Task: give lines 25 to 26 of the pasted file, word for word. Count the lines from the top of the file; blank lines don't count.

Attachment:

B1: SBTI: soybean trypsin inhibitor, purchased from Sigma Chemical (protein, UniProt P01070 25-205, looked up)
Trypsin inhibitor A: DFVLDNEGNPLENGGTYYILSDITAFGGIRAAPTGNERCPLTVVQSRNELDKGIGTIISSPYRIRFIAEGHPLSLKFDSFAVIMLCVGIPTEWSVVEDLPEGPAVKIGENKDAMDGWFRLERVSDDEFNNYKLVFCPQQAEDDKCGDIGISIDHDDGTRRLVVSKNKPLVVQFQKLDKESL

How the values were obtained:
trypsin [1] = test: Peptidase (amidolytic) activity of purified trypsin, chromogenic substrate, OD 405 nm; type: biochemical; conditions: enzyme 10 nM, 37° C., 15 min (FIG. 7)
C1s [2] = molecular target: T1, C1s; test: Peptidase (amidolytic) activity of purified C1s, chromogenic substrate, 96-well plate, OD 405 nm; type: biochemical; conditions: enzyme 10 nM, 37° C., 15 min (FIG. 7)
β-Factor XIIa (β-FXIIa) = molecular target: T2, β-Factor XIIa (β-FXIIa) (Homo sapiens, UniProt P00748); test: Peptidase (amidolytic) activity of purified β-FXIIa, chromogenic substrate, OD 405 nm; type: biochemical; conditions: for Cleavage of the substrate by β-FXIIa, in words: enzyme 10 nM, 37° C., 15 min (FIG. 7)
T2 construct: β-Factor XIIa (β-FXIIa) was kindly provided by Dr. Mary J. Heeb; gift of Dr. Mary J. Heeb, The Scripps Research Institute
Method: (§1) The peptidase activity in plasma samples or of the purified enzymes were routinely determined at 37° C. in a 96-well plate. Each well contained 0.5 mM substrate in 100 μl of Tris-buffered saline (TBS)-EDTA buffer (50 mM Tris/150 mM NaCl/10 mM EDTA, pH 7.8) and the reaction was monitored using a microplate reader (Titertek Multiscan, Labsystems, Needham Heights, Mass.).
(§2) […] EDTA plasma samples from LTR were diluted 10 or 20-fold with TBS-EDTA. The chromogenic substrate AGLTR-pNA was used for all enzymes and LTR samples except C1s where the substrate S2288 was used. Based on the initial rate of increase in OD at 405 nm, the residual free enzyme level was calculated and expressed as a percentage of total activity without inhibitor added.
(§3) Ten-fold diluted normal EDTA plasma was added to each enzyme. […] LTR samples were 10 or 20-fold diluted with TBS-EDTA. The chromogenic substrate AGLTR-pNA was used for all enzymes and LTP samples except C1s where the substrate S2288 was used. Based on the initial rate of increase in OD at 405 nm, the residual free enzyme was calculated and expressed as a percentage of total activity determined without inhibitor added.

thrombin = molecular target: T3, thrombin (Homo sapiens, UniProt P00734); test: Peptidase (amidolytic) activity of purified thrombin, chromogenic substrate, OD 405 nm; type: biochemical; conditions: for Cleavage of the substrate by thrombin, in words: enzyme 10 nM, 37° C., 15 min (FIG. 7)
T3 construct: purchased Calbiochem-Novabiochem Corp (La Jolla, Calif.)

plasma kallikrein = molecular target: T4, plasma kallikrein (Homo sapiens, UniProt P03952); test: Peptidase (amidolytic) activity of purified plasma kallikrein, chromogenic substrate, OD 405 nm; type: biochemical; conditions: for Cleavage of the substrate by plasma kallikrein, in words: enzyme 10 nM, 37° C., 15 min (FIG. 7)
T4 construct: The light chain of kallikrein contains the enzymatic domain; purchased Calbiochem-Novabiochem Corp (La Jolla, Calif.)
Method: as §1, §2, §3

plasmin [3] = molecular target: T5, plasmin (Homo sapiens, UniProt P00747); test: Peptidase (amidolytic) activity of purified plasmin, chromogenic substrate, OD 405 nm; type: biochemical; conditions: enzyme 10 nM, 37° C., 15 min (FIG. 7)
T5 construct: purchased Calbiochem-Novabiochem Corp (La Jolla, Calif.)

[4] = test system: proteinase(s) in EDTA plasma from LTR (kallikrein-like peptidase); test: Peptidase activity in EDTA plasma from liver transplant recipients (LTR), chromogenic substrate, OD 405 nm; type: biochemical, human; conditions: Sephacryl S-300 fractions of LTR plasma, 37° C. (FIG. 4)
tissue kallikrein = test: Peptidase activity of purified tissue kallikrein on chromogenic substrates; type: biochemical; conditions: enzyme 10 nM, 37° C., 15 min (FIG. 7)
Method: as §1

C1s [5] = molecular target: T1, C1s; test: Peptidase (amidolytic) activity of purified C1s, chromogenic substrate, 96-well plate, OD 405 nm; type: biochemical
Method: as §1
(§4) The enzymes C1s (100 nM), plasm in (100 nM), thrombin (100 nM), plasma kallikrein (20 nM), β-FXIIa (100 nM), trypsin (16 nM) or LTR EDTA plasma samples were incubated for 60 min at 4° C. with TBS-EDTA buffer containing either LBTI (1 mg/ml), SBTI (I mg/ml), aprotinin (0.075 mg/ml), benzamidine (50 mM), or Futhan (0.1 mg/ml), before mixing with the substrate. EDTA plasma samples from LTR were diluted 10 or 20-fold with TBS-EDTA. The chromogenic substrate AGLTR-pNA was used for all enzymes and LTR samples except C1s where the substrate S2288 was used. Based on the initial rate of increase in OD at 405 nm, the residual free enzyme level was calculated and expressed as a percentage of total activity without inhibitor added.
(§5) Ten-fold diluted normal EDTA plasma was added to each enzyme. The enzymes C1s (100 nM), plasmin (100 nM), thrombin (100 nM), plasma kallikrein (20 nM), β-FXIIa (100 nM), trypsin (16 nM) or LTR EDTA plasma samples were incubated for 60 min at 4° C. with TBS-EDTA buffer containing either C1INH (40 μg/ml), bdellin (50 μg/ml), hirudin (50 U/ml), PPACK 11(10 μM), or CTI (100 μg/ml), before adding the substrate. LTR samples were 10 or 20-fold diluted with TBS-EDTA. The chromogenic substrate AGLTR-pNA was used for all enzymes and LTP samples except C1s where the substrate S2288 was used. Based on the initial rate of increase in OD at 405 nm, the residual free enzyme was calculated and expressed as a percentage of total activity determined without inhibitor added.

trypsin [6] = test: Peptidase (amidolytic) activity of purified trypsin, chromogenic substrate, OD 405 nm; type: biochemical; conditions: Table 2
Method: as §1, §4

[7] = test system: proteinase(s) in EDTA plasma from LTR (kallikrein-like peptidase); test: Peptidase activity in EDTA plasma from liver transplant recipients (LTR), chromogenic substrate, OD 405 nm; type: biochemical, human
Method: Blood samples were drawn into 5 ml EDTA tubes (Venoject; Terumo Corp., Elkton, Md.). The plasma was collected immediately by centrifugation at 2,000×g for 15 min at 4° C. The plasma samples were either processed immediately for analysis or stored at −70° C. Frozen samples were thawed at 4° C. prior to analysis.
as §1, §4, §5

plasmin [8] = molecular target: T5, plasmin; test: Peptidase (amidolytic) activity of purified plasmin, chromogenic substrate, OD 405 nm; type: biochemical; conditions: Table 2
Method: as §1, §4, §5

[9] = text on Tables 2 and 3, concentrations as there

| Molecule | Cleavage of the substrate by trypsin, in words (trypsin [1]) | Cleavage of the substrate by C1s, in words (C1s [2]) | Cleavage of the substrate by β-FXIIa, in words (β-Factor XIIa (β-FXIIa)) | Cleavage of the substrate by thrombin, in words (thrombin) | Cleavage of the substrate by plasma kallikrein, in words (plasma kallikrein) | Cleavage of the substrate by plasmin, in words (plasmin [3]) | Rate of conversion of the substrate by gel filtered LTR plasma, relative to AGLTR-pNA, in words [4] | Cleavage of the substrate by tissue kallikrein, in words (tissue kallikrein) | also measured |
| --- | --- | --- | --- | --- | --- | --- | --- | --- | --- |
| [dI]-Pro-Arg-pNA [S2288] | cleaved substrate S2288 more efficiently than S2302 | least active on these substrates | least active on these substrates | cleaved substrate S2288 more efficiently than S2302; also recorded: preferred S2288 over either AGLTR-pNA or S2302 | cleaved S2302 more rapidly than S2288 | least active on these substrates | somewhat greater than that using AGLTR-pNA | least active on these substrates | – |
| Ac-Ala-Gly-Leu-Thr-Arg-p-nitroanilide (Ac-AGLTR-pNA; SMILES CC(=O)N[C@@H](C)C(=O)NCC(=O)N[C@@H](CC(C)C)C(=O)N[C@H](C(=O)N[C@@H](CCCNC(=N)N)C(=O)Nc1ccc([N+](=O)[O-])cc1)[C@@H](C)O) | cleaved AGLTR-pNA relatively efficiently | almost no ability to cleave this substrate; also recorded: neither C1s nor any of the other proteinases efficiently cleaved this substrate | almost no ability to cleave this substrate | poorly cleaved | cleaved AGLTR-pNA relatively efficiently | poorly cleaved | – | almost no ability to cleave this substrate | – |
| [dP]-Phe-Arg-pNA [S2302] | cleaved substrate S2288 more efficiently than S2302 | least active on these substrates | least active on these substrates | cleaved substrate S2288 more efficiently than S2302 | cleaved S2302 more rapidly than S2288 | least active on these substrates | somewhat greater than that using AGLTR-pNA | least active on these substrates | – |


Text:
trypsin [6] = test: Peptidase (amidolytic) activity of purified trypsin, chromogenic substrate, OD 405 nm; type: biochemical; conditions: Table 2
Method: as §1, §4